Agriculture dominates goods-producing industry
According to data from the PIOJ, the growth in agriculture came as a result of increased supply stemming from higher demand, particularly from the hotels and restaurants industry.

INCREASED yields backed by the recovery of tourism saw the agriculture, forestry and fisheries industry leading the performance for estimated out-turns in the goods-producing industry during the just-concluded July-September quarter.

According to preliminary estimates provided by the Planning Institute of Jamaica (PIOJ) on Wednesday, out-turns from one of the main sectors responsible for feeding the country saw increases in real value-added of approximately 15.4 per cent for the quarter, expanding on the growth momentum seen since the start of this year. The performance also more than doubled the 7.3 per cent it delivered for the corresponding period of 2021.

The agriculture sector, for the first nine months of 2022, is also projected to have increased by 9.8 per cent, adding to the near 1.0 per cent growth estimated for the goods-producing industry.

Director general of the PIOJ Dr Wayne Henry, in an economic assessment of the three-month period, attributed the growth in agriculture to increased supply stemming from higher demands, particularly from the hotels and restaurants industry which for the same quarter increased by 29.6 per cent.

"Also contributing to the improved out-turn was an expansion in the hectares of domestic crops reaped, and improved productivity reflected in increased output per hectare. The industry's performance was driven by higher output in all sub-components of the industry, with the exception of post-harvest activities," Henry said.

Concerning the production of agricultural crops, higher production in all nine crop groups, up 16 per cent, positively contributed to the results, with the largest increases recorded for plantains (up 21.9 per cent), fruits (up 20.8 per cent), yams (up 19.1 per cent) and vegetables (up 18.5 per cent).

Higher output for "traditional export crops" such as banana and sugar cane also exceeded production when compared to none during the corresponding quarter of last year. For the period, animal farming was also estimated to have increased by 22.2 per cent due to higher broiler meat and egg production. The production of eggs, which increased by over 6 per cent, amounted to 59 million.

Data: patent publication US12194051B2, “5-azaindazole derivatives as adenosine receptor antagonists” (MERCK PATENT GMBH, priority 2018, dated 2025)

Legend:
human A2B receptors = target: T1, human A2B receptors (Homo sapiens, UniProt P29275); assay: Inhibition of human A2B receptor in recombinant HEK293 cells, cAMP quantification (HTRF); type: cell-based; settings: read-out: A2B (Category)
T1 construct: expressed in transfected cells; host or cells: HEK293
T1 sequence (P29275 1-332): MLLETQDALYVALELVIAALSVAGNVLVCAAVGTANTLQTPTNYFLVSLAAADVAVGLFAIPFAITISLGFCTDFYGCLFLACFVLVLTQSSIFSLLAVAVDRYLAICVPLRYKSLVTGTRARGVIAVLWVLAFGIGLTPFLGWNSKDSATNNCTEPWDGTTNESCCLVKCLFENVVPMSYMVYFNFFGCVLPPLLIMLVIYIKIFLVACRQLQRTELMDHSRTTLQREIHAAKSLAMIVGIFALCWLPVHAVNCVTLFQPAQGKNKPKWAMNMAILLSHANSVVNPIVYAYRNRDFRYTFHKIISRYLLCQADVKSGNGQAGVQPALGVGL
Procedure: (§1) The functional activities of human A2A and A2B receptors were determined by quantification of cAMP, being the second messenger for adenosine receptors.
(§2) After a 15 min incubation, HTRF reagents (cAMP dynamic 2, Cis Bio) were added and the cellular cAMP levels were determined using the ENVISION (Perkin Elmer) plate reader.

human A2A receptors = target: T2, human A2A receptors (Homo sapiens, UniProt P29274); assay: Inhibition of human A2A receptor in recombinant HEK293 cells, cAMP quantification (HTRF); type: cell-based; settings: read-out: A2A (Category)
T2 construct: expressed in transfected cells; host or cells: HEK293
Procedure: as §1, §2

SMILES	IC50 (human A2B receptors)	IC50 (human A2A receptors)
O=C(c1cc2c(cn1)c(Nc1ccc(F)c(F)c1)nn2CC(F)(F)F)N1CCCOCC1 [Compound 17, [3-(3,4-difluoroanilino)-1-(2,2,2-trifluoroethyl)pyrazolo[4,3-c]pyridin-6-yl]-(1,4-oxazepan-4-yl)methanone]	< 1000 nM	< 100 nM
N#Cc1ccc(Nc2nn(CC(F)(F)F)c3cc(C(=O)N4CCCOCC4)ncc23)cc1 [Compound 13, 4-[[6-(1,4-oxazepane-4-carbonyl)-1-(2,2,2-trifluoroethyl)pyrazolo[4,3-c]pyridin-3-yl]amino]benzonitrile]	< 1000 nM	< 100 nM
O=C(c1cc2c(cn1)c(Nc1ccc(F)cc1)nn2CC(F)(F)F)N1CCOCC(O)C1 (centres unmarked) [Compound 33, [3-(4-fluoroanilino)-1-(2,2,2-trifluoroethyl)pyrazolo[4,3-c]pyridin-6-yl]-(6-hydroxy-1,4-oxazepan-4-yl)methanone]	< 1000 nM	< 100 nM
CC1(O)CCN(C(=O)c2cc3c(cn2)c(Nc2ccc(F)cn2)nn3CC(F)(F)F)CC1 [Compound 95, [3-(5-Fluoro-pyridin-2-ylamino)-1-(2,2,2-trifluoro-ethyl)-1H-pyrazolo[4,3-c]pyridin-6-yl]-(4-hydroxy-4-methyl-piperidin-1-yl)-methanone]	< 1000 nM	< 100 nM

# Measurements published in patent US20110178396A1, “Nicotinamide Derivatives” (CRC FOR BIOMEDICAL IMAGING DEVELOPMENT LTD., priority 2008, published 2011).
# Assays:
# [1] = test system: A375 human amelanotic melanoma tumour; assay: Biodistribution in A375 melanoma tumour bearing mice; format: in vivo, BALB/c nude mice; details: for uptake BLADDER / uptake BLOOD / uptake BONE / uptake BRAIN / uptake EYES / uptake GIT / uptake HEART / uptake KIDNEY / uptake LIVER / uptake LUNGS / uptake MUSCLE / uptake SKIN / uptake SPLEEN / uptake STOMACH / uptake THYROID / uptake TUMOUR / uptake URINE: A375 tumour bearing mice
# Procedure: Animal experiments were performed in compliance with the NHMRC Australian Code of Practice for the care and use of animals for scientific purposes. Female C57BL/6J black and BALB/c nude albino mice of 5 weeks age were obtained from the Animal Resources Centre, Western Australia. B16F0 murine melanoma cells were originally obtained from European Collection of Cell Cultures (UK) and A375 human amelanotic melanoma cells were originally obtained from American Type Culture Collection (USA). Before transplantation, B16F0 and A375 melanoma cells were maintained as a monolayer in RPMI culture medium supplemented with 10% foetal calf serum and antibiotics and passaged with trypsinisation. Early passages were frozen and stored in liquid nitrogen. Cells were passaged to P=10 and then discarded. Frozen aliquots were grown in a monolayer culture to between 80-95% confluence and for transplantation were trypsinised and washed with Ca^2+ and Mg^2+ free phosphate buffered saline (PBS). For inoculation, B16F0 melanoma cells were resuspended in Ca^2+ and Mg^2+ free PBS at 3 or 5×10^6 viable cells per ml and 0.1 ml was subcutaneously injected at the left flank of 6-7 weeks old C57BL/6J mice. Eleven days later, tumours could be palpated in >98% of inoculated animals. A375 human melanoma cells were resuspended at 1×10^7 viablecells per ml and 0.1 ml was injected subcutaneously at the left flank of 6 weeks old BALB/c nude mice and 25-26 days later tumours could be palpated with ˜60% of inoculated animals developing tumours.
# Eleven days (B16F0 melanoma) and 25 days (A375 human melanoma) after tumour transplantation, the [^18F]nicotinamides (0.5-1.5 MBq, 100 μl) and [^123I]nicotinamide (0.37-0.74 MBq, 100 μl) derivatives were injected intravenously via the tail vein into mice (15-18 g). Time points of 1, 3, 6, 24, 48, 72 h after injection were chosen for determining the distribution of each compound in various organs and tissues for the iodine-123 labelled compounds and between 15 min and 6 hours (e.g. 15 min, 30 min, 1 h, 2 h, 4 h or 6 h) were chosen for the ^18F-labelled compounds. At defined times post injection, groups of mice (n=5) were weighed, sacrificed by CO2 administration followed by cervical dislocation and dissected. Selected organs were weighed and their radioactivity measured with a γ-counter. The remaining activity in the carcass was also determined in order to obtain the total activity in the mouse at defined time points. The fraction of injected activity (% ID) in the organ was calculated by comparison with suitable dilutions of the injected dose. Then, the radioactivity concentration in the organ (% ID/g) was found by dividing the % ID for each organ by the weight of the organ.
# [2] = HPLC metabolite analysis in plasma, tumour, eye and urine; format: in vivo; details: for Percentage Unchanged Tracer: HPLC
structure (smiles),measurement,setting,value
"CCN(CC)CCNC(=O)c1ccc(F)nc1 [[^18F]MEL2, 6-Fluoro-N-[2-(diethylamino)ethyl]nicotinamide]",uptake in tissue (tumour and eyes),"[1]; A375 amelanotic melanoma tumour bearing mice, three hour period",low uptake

The manufacturing industry, which also supported a 3.2 per cent growth in the goods-producing industry, registered increases of 3.5 per cent between July-September. The two other sub-industries of mining and construction, however, returned negative performances after decreases of 30.4 per cent and 2.2 per cent, respectively, due to reduced activities.

President of the Jamaica Manufacturers and Exporters Association (JMEA) John Mahfood, commenting on the data, agreed that agriculture and manufacturing, both a part of the productive sector, in recent times continue to benefit from the rebound of tourism, now touted to be back at pre-COVID-19 levels.

"When the hotels experience increased occupancy levels that also helps to drive manufacturing as companies which supply the hotels, such as Red Stripe, Wisynco, Wray and Nephew and all the other support services including agriculture, largely benefit from the linkages," he told the Jamaica Observer.

"If everything continues as it has been for much of this year we could see further improvements in growth going into next year," he said, though tempering his projection against risks including rising inflation and interest rates, economic turmoil in the US, and continued supply chain disruptions linked to geopolitical tensions between Russia and Ukraine.

To push growth even further, Mahfood cited export as the next big area in which he believes both industries should seek to extend their reach.

"I know that we will not master this overnight but I certainly hope that we will see at least 5-8 per cent increase in exports as we go along," he said.

According to international merchandise trade data from the Statistical Institute of Jamaica (Statin), though domestic exports fell by 4.7 per cent to total US$767 million between January-July of this year, exports from the manufacturing industry increased by 31 per cent, due mainly to increases in earnings from the 'Other Manufactured Products' subgroup.

Export earnings from the agriculture industry also went up by 3.3 per cent, totalling US$46 million for the six-month period.

"Higher exports of 'Coffee', 'Herbs and Spices' and 'Other Fruits and Beverage Crops' were the main contributing subgroups," the trade data further highlighted.

Kellaray Miles

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